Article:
•  How can an interdisciplinary approach be used to shape experimental design when we study dreams and liminal states?

The project investigators propose that by working together on experiments, phenomenological interviews, and the interpretation of dream reports, an interdisciplinary team can co-construct “exploratory models” of dreaming (4). Such an approach, as in many other interdisciplinary projects, is experimental and ambitious in itself. In bringing together expertise on dreams, hallucinations, and narratives, the aim is to go beyond the surface to provide a deeper and richer understanding of the dream experience.

The project is organised into four clusters:

(Cluster 1) Permeability: Cognitive sciences are increasingly promoting a view of the mind as “porous” and extended into the world (5). Extended or enactive views of the mind, however, stress how this porosity works both ways, and how interactions in the physical worlds enter the mental realm too. Dreams are rarely mentioned as examples of this cognitive transit, and yet they seem to be a landmark example of how our active and enactive life in the outer world permeates into inner experience.

(Cluster 2) Narrativity: It is intuitive to talk of dreams as producing some kind of vivid story-world, and yet dreams seem to complicate, or even entirely resist, standard definitions of narrative in terms of a causal and linear arrangement of events (11). The peculiar narrativity of dreams, full of gaps and uncertainty regarding the structure of the dream-world as a whole, is largely under investigated, both within and outside narrative theory. New frameworks in narratology, such as “unnatural narratology” (which focuses on impossible story-worlds; 12; 13), provide a conceptual toolbox for a more systematic analysis of the relationship between dreams and narrative, opening up the opportunity for a more original and specific account of dream narrativity.

(Cluster 3) Immersivity: In spite of their troubled narrativity, dreams are generally experienced as vividly immersive worlds. The immersive quality of dreams has been traditionally compared either to imaginative experiences (such as immersion into story-worlds) or to the spontaneous blending of real and unreal elements in hallucinatory experiences. Dreams seem to combine immersive dynamics from both phenomena, but without being accountable by either the literary or the hallucinatory framework alone. By bridging narratological and cognitive models of immersion into this discussion, this cluster will attempt a more systematic description of the immersivity of dreams.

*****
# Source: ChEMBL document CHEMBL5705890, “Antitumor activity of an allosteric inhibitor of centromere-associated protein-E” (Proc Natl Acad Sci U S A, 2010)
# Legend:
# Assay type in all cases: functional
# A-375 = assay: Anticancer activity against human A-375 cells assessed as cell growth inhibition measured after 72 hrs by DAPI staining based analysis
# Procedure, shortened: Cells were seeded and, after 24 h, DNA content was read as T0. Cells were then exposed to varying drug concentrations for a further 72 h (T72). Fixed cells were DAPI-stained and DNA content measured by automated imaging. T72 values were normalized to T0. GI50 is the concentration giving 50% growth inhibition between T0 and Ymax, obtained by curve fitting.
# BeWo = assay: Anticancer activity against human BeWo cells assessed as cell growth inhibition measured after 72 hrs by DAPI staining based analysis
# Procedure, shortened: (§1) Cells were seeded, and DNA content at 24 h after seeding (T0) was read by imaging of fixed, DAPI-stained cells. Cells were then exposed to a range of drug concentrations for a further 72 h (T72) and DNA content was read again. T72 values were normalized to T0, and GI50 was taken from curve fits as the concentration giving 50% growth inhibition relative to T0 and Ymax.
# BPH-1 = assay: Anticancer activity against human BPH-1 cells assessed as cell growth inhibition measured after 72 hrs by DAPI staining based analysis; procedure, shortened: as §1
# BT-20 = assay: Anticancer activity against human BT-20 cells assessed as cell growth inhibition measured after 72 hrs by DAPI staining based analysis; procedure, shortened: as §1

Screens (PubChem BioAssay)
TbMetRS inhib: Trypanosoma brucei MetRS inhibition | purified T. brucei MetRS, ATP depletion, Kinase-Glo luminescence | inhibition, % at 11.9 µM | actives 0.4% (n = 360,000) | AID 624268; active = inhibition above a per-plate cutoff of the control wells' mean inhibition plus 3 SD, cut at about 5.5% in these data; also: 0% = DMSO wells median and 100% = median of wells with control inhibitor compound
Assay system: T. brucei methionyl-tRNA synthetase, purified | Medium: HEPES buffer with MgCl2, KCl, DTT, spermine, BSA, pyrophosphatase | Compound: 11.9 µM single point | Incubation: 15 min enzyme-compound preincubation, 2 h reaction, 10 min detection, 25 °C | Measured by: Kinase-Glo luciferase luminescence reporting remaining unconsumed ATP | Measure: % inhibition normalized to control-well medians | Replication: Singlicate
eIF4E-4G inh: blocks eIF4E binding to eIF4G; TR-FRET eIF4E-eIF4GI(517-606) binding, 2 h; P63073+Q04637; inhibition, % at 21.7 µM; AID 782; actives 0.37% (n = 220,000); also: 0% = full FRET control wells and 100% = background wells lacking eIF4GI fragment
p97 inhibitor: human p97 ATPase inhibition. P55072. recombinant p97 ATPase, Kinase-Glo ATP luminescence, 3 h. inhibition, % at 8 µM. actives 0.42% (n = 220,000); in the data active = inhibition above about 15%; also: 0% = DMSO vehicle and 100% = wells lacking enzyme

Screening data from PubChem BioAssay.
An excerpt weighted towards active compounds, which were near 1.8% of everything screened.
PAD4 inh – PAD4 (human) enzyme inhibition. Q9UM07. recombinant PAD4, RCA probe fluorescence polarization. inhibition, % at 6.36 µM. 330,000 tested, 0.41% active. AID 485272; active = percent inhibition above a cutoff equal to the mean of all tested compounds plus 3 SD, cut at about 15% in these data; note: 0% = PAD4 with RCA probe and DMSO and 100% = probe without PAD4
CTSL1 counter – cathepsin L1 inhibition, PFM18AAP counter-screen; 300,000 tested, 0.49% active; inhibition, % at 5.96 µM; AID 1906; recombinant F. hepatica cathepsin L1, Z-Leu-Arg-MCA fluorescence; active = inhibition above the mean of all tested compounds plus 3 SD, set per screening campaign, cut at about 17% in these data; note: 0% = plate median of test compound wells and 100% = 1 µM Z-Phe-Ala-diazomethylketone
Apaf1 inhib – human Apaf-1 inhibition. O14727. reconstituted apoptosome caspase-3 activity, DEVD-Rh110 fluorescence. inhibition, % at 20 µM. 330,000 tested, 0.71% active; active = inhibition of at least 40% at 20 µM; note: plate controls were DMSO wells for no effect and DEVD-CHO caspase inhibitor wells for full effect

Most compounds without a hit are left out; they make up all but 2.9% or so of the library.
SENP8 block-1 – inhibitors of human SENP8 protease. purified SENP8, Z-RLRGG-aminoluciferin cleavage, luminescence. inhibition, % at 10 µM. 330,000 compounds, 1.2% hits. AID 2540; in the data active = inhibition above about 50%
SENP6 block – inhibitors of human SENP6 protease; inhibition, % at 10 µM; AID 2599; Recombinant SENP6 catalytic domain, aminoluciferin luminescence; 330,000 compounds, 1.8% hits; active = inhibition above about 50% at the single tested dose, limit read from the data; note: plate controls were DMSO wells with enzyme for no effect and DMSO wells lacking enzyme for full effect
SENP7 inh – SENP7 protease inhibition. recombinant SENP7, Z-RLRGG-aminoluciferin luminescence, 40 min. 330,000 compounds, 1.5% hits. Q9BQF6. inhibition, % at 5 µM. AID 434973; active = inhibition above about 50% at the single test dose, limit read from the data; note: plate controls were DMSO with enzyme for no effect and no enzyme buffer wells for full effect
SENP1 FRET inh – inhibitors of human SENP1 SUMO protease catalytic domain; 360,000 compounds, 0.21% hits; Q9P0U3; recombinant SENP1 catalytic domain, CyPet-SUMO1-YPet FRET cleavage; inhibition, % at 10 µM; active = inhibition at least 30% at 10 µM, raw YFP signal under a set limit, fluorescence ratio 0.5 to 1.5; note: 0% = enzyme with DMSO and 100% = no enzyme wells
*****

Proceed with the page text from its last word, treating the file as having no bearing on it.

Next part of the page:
(Cluster 4) Reportability: One of the major obstacles to dream research has been subjects’ difficulty in reporting the content and experiential features of their dreams. Even when new protocols and techniques have allowed more data to be accessed, there seems still to be a resistance or resilience of oneiric experiences to be transformed into satisfying phenomenological description. This project will consider the possibility that, rather than ‘narrativity’, ‘experientiality’ (or the pre-narrative felt qualities of perception; 16), may be the dominant component of dream states.

Outputs and future development

During the three months (plus additional 6 months to finalise the outputs), the project investigators plan to lay the ground for four co-authored articles, one for each cluster (permeability, narrativity, immersivity, & reportability). At least two fellows for each article will be engaging with a topic by integrating the interdisciplinary methods, questions and models from the other disciplines involved. These outputs might constitute a special issue or separate
contributions to world-leading journals. In addition, a methodological essay is planned to be co-authored by all the fellows and PIs in which they will outline the need and benefits of an interdisciplinary co-modelling of dream experiments and phenomenological questionnaires. At the end of the project, a two-day workshop structured around the clusters will be organised.

This project will constitute the groundwork for a larger grant application for a Collaborative Award in the Humanities and Social Sciences.